Although asking “What can I do better?” is an excellent way to continuously improve your performance, asking is really only the first step. The key is to listen when someone offers a suggestion. When a client starts talking, don’t try to defend yourself or justify your actions, just listen to what he or she has to say. Take your client’s suggestions seriously and follow up with the person later to ensure you make progress.

2. Set a Clear Goal for Each Day: What activities drive performance for your business? Is it number of contacts? Referrals? Phone calls? Appointments? Determine this factor and set a measurable goal for doing a certain number of these activities each day. Many sales professionals think in terms of a sales funnel, and they need to keep a specific number of people in that funnel at all times to remain successful. How many new prospects do you need to contact to keep your funnel full?

As you do this, don’t forget about past clients. Many sales professionals become so focused on acquisition that they forget about retention. Past clients are easier to sell because they already know you and love the service you provide. But your competition is constantly trying to take your past clients away, and they may succeed if you lose contact and show indifference. Keep in touch with past clients in a way that is simple and adds value. So, how many past clients are you going to call today?

3. Keep Track of Your Progress: A good way to track your progress and ensure continuous improvement is to keep track of what you do. Create a scorecard to record your key performance numbers for each day—number of appointments, sales, referrals, etc. For example, if you want to make ten cold calls each day, then keep a record of the number of calls you make as well as the number of days you achieve your cold calling goal. Repeat this procedure for each goal or activity and post it where you can see it easily. You can’t mange what you can’t measure, and the quickest way to lose momentum is to stop tracking your results.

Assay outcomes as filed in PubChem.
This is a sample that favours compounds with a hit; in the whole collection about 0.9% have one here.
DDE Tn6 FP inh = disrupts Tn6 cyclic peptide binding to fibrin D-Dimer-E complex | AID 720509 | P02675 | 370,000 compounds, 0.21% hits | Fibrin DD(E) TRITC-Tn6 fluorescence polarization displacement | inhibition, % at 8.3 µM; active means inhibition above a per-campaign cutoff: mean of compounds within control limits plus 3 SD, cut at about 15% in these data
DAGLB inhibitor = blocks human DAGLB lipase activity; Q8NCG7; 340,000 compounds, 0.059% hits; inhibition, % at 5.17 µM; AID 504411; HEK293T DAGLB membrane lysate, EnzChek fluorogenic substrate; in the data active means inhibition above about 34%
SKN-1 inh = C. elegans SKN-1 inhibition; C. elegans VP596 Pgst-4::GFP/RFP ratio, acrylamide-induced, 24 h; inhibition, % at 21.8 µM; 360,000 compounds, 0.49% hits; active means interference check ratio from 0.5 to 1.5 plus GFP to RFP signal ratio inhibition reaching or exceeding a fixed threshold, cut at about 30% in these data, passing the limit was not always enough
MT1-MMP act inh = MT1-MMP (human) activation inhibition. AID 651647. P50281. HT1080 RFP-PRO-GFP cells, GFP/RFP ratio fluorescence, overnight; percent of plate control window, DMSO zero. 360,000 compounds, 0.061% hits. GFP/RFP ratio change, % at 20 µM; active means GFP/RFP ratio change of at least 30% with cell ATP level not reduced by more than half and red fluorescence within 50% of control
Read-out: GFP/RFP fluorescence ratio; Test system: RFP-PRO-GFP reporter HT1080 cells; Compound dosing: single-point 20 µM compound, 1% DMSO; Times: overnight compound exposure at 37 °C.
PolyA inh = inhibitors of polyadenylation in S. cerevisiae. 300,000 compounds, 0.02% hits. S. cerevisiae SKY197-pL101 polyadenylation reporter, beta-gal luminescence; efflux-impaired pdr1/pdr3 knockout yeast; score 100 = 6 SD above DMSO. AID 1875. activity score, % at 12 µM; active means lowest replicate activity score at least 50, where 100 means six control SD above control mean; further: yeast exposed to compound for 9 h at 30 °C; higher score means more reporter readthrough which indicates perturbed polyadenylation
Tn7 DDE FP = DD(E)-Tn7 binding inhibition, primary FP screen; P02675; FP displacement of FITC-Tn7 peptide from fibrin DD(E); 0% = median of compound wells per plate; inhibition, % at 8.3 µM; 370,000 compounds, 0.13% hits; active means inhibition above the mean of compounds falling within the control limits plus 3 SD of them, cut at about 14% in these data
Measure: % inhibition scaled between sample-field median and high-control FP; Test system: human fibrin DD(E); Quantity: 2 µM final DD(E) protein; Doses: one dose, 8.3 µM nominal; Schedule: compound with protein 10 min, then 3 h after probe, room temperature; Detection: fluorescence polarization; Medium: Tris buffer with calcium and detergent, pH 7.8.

4. Tell an Effective Story: Everyone has a success story, and you may notice that businesses and products often use their story as a marketing tool. Whatever your story is, it must be unique, solve the customer’s problem, and be compelling. Real estate agents, for example, may take pictures of their clients in front of their new homes and then show these photos to their prospects. Even a bottle of wine or a consumer product can tell a story to differentiate it on the shelf. Consider how you can document your success with quotes, testimonials, case studies, and pictures, and then creatively use your story to attract new business.